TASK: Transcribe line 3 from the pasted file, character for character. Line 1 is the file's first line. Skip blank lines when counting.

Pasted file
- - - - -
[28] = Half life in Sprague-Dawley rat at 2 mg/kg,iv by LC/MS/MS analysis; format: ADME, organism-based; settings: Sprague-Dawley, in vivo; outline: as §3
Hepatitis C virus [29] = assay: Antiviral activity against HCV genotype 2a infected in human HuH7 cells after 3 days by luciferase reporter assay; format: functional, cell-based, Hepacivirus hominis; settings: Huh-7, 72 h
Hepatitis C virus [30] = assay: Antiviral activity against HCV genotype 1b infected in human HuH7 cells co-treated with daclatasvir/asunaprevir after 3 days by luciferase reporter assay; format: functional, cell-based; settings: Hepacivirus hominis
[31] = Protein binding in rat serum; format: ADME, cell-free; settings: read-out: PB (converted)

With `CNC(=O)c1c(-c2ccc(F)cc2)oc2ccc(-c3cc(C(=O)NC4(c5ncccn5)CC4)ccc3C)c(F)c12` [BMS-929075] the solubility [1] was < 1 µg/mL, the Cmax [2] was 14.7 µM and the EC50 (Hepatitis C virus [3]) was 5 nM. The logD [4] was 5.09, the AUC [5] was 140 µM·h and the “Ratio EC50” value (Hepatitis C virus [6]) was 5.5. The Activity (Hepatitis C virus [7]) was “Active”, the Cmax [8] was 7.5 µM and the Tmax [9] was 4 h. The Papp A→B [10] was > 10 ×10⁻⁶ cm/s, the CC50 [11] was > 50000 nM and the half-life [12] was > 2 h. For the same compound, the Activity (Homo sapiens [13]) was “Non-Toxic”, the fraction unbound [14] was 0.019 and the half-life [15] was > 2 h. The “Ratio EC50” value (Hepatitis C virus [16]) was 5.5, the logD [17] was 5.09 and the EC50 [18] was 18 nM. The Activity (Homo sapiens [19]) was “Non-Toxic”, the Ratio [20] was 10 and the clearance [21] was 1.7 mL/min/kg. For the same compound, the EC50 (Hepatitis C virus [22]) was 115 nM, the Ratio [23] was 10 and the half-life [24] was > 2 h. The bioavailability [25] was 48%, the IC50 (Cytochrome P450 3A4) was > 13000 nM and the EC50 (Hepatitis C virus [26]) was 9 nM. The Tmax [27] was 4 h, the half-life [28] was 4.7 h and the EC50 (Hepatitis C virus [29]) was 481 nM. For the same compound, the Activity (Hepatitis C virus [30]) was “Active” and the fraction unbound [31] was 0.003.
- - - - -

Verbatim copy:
Hepatitis C virus [30] = assay: Antiviral activity against HCV genotype 1b infected in human HuH7 cells co-treated with daclatasvir/asunaprevir after 3 days by luciferase reporter assay; format: functional, cell-based; settings: Hepacivirus hominis